never offering the user a choice to change it. It's better to use
save' guards for such things.

Before_validations should only be used when you want to sanitize some input
value or set a default for missing attributes.

After save callbacks should only be used to change the state of other
models when the current record is saved. This is actually the safer place where to do it,
since after_save callbacks are wrapped inside the same transaction that saves the record.

Put your models on diet

What I've listed so far is all you need to put in your models, not a keystroke
more. Namely, don't use your models to:

Send emails

Users' inbox is not your database. Furthermore observers and callbacks ready
to spit out emails to your thousands users while you are debugging and fixing
data in rials' console is something that makes me feel nervous so I tend to
isolate such communications in well defined places somewhere else in the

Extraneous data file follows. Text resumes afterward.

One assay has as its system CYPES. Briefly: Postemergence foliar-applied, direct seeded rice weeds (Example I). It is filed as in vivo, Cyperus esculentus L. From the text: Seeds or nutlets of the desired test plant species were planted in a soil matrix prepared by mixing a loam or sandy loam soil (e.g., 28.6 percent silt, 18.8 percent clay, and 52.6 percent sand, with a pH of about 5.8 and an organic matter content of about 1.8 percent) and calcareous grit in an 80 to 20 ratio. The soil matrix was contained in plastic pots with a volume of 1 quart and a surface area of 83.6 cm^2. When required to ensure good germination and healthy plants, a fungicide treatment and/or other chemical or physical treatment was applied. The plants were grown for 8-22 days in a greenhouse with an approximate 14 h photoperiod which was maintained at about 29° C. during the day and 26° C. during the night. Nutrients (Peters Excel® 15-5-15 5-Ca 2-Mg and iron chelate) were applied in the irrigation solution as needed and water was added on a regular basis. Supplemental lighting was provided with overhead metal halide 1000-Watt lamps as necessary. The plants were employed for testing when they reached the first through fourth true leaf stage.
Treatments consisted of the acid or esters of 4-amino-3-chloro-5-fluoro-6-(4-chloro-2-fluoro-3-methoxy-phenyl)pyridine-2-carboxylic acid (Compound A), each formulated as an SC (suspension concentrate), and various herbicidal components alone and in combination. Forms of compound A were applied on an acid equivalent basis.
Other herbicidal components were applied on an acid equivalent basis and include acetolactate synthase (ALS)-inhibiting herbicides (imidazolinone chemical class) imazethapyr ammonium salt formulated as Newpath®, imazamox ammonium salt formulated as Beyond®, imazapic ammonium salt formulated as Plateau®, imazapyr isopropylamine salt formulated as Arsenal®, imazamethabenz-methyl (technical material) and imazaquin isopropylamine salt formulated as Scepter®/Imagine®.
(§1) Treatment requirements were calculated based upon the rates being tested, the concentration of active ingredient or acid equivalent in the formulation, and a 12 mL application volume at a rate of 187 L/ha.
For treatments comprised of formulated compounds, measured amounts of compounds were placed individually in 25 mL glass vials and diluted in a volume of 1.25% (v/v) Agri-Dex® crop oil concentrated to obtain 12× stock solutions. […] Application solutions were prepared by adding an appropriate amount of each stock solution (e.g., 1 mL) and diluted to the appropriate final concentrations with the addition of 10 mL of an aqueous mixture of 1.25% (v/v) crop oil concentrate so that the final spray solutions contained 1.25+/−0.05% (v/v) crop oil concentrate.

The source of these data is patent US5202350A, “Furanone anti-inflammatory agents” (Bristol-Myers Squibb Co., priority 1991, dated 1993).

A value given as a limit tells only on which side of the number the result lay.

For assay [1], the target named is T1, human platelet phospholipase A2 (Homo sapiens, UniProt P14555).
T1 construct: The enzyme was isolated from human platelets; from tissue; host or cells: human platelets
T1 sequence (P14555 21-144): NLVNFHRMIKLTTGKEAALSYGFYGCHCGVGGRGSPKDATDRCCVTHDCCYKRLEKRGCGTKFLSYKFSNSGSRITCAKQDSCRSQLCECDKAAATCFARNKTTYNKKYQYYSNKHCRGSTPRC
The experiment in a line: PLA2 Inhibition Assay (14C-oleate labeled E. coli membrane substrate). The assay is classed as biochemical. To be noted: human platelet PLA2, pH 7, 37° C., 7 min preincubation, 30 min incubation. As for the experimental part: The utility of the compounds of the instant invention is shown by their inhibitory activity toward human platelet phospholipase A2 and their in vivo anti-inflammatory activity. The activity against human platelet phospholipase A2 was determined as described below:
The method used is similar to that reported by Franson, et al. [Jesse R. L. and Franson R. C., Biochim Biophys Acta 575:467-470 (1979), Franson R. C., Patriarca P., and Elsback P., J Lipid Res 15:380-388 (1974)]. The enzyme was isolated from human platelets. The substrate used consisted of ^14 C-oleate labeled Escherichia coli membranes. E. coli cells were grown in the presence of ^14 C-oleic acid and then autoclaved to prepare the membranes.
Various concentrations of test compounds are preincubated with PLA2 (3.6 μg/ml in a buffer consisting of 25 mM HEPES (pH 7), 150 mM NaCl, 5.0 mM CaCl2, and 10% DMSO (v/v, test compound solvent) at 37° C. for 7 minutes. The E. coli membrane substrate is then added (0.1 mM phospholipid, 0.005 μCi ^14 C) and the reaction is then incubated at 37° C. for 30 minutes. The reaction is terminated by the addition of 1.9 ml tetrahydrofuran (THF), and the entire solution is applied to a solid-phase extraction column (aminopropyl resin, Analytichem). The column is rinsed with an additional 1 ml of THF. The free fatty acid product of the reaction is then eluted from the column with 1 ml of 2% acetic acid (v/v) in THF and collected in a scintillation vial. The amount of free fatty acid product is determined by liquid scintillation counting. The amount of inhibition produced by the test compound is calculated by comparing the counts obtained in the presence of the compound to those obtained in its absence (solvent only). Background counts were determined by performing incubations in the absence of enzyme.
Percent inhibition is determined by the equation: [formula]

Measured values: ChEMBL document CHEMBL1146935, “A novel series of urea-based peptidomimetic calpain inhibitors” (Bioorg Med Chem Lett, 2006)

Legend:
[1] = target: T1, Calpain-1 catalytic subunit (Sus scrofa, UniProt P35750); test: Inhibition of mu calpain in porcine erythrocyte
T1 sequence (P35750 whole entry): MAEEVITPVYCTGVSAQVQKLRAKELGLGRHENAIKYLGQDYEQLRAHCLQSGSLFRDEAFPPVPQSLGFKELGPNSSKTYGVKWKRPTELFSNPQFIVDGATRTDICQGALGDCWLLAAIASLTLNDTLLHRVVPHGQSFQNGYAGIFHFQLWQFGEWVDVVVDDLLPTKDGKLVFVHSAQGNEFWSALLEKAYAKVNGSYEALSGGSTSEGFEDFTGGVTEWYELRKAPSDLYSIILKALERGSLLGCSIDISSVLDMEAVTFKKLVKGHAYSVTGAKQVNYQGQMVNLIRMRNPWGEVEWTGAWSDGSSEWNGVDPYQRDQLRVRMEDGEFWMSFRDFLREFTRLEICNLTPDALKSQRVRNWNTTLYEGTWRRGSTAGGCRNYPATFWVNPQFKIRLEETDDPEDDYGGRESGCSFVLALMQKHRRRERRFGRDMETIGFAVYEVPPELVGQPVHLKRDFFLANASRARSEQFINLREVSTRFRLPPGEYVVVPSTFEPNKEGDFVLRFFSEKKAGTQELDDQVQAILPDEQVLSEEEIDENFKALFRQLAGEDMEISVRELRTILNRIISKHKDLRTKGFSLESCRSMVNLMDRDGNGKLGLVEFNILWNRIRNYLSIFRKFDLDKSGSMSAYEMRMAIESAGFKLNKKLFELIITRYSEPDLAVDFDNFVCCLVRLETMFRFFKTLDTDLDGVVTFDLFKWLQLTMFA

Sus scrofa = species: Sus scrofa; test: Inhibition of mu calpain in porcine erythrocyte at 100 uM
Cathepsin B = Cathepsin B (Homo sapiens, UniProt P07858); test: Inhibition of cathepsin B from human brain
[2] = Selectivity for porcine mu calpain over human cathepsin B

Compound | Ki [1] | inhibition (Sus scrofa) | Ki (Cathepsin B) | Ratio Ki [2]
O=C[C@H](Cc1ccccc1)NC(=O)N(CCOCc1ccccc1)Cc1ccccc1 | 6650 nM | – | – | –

controller (domain objects, read later).

Interact with external services

Generally speaking, there's nothing wrong with it and it's rather correct to think
about external services as something that belongs the model layer. I'd just
not use an ActiveRecord class for that. Use a Plain Old Ruby Object instead.

Describe themselves in complex structures

I never used .to_xml on a model in my life, and the few times I had to run
.to_json it suddenly became a hell to customize. Complex json formatting should
go in the views, use something like Jbuilder gem.

So where does the fat go?

In other classes. In few words, what Rails lacks of is at least a couple of
more directories under 'app' folders, just to give newbies a hint that there's
something more to come when they'll start feeling masters of the views, models